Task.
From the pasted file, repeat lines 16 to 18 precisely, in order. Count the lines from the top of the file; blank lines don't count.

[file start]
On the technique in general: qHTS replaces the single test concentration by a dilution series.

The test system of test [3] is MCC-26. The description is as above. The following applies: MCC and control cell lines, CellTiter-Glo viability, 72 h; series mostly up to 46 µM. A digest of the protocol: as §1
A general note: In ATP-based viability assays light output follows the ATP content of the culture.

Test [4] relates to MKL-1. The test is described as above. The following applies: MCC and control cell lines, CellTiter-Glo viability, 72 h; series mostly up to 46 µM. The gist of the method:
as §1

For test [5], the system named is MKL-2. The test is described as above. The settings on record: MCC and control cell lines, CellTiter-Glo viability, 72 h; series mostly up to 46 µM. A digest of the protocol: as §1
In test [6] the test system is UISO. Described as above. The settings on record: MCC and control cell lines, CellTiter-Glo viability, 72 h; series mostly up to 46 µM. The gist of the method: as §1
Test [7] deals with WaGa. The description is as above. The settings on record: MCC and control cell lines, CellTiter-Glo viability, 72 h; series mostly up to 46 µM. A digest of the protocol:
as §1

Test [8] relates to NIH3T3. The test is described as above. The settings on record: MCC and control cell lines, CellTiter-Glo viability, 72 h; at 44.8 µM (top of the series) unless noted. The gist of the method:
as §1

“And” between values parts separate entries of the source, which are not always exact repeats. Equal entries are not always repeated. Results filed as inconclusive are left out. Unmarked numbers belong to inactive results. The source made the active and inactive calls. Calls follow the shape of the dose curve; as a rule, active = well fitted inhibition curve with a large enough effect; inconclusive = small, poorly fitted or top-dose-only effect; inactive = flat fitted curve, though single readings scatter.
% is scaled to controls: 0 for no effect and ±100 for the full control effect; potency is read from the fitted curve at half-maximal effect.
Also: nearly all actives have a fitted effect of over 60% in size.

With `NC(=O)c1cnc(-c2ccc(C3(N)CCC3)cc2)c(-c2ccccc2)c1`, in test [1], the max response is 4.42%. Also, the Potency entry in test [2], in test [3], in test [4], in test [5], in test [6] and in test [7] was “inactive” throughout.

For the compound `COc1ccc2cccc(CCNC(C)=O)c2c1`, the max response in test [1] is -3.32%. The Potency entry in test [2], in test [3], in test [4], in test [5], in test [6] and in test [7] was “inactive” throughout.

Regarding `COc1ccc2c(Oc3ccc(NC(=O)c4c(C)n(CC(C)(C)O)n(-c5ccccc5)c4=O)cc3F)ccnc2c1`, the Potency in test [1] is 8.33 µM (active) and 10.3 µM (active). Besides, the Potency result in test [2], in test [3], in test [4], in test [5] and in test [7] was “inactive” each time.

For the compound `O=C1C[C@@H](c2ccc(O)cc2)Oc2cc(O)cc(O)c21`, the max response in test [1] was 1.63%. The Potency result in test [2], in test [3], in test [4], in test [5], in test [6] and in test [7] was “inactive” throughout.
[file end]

For the compound `COc1ccc2cccc(CCNC(C)=O)c2c1`, the max response in test [1] is -3.32%. The Potency entry in test [2], in test [3], in test [4], in test [5], in test [6] and in test [7] was “inactive” throughout.

Regarding `COc1ccc2c(Oc3ccc(NC(=O)c4c(C)n(CC(C)(C)O)n(-c5ccccc5)c4=O)cc3F)ccnc2c1`, the Potency in test [1] is 8.33 µM (active) and 10.3 µM (active). Besides, the Potency result in test [2], in test [3], in test [4], in test [5] and in test [7] was “inactive” each time.

For the compound `O=C1C[C@@H](c2ccc(O)cc2)Oc2cc(O)cc(O)c21`, the max response in test [1] was 1.63%. The Potency result in test [2], in test [3], in test [4], in test [5], in test [6] and in test [7] was “inactive” throughout.